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Allergies in Dentistry

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Types of dental materials associated with allergic or other adverse reactions
1. “Base metal” alloys containing Nickel used to make crowns and bridges. An example would be a “non-precious” metal alloy used to make a Porcelain Fused to Metal (PFM) crown or bridge.
2. Gold alloys used for crowns and bridges that may contain base metals.
3. Dental amalgam: Very rare allergic reactions to the metals in amalgams – the allergic individual may have a family history of metal allergies.
4. Acrylics or denture reline materials: A very small percentage of patients may have allergic or irritant reactions to the chemicals in these materials.

Medications used in Dentistry associated with allergic or other adverse reactions
1. Antibiotics such as Penicillin, Sulfa drugs, Tetracycline: Allergy to Penicillin is the most common drug allergy. Allergic reactions can range from a rash, to hives, and can even result in a life-threatening anaphylactic response that can cause difficulty breathing, requiring emergency action and treatment. Erythromycin is usually prescribed for patients allergic to Penicillin, and allergy to Erythromycin is rare.
2. Local and Topical Anesthetics: Some individuals are allergic to benzocaine. If you have a benzocaine allergy, your dentist will make sure to not use topical anesthetics containing benzocaine and avoid using any local anesthetics related to benzocaine.
3. Epinephrine (“adrenalin”) in local anesthetics: Many patients believe they may have had an allergic reaction to the epinephrine, when what has actually occurred is an adverse reaction to the amount of epinephrine the patient received in the local anesthetic. Local anesthetic injections can sometimes inadvertently deliver some epinephrine into the bloodstream and this can cause the patient’s heart to beat faster, or feel like the heart is “racing” – this causes significant concern and anxiety in most patients. Some individuals are more sensitive to epinephrine, and local anesthetics do contain different concentrations of epinephrine. Certain dental procedures require more local anesthetic and this increases the overall amount of epinephrine the patient receives. It is important to discuss this situation with your dentist, because the dentist can use anesthetics with less or with no epinephrine if necessary.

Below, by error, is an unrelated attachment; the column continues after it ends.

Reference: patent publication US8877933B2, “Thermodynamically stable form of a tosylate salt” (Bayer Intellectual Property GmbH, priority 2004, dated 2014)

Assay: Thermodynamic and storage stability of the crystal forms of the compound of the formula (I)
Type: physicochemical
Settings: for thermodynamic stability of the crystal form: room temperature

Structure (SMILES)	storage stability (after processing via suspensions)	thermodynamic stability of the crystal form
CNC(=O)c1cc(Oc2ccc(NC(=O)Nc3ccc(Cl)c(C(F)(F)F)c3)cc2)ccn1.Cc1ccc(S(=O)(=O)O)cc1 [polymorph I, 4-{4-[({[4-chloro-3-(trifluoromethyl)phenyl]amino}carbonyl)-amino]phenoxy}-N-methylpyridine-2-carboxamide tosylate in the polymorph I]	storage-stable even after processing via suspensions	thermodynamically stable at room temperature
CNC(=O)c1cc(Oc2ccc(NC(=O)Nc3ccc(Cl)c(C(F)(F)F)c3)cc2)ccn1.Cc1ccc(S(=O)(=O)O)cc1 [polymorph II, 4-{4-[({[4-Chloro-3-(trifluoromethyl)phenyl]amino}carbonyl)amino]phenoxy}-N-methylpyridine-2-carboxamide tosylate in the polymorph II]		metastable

4. Prescription whitening/bleaching agents – misuse and overuse of these products can cause adverse, rash-like irritant reactions to gum and oral tissues and can also damage the teeth by demineralizing the enamel.

OTC Consumer Dental Products associated with allergic or other adverse reactions 1. Toothpastes and mouth rinses containing Sodium Laurel Sulfate (SLS): In a very small percentage (less than 2%) of patients, SLS can irritate the soft tissue lining of the mouth and in some cases can cause localized areas of surface epithelium (skin) of the oral tissue to slough, similar to how skin can peel off after sunburn. For example, some patients report a “slimy feeling” in their mouth when waking up in the morning, and this may indicate a reaction to SLS. Many dentists, periodontists and oral pathology/oral medicine specialists are familiar with this condition and can help patients identify SLS as the causative agent. Treatment consists of discontinuing use of any toothpastes or mouthrinses containing SLS and monitoring the patient for resolution of the problem.
2. Tartar control toothpastes: In some individuals, the tartar control ingredient has been reported to cause sensitivity reactions that irritate oral tissues.
3. Toothpastes, mouth rinses and floss containing natural oil flavoring agents such as cinnamon: These can produce a rash-like reaction (mucositis) on the oral tissues that may feel like it is burning the tissue.
4. Topical pain relieving gels (topical anesthetics) that contain benzocaine
5. Whitening/bleaching agents – Overuse of these products can cause adverse, rash-like irritant reactions to gum and oral tissues and can also damage the teeth by demineralizing the enamel.

Last updated: Aug-29-06

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